Far be it from me to question Ken Holland (though I’ve already done that right here), but a day after watching Jason Williams break his leg and the Red Wings re-enter their spiral of terrible hockey, we get this gem, compliments of the Free Press:
Holland said the Wings do not expect to have to call anyone up from Grand Rapids, because Patrick Eaves (bruised left foot) should be healthy for Wednesday’s game against Columbus.
So let me get this straight. We’re down Franzen, Filppula, and Williams up front (after losing Hossa, Hudler, Samuelsson and Kopecky this summer), but we’re NOT going to add any bodies to make up for the loss of bodies or offense?
It’s not as if the Wings are playing just peachy. Aside from the Bruins and Sharks games, they’ve played rather poorly. And maybe the forwards aren’t the problem, per se, but going with whatcha got hasn’t exactly been working this season, Tick Tock.
What sets this team apart from those in years past is the lack of depth. We’ve always had a handful of NHL ready guys who WEREN’T in the lineup. We no longer have that luxury, with the top call-up from Grand Rapids being, by my guestimate, Mattias Ritola. That’s not to say Ritola’s not an NHL player, but let’s take a look at the Red Wings depth, from the final forward or two, and the top five call-ups, comparing last year to this one:
2008-09 Red Wings Forward Depth
12. Kirk Maltby
13. Darren McCarty
14. Darren Helm
15. Ville Leino
16. Aaron Downey
17. Justin Abdelkader
18. Mattias Ritola
Everyone on this list, minus Ritola, had every confidence of everyone involved in the Wings that they could step in and be a contributor in one way or another. Now let’s compare that to this year’s list:
2009-10 Red Wings Forward Depth
12. Kirk Maltby
13. Brad May
14. Patrick Eaves
15. Justin Abdelkader
16. Mattias Ritola?
17. Kris Newbury?
18. Jeremy Williams?
Abdelkader looks like he’s on the Wings to stay, though the team made no secret that they preferred he stay in Grand Rapids. Brad May may never have even earned a call-up on last year’s team. Ritola, Newbury, and Williams each have had cups of coffee in the NHL, but raise your hand if you think any of them are the answer to the woes currently facing the Winged Wheel. Couple this lack of depth with the mounting injuries, and we’re required to look a bit further down the chart, just in case:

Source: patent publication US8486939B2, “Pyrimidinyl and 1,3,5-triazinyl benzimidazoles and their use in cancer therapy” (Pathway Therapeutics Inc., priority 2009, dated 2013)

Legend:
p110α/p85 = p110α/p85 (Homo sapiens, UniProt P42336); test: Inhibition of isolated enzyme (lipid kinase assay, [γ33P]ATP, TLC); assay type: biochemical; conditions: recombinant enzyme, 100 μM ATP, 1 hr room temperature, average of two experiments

19. Ryan Oulahen?
20. Cory Emmerton?
21. Francis Pare?
22. Evan McGrath?
23. Dick Axelsson?
I’m not advocating for a trade, but if now isn’t the time – with Lilja, Franzen, Filppula, and Williams’ cap numbers coming off the books – albeit temporarily – and it at LEAST calls for fresh blood to make its way east to Hockeytown.
Allow me to start the “Call Up Tomas Tatar” bandwagon. Is he the most NHL-ready of Wings property on the farm? Of course not. But there are some intangible things that come along with an 18-year-old being in the locker room with you all of a sudden:
1. Put yourself on watch. There are teenagers at the ready. Pull your head out of your keister, and get scoring or we’ll find someone who doesn’t know any better.
2. Why not trial by fire? The last teenager the Red Wings gave regular season time to was Steve Yzerman and that worked out okay (note: I’m not calling Tatar the new Yzerman, just demonstrating that the organization is familiar with bringing along a player at his age and ensuring he doesn’t become a crazy Sidney Crosby-like prima donna).
3. Fresh blood. Here’s a kid that doesn’t know any better. He showed flashes of offensive brilliance in the pre-season and played with complete abandon, which is something I can’t say for the rest of the roster. There’s no urgency from ANYONE, but there would be from a kid who’s trying his damnedest to make an impression on the team. The team which, by the way, has already shown great confidence in Tatar by signing him, and keeping him in Grand Rapids.
Make no mistake, please, I’m not calling Tomas Tatar our savior, but if at any time in the last two decades it was time for a move that might raise eyebrows, it’s right now, and this move.
Vote Tatar in 2009.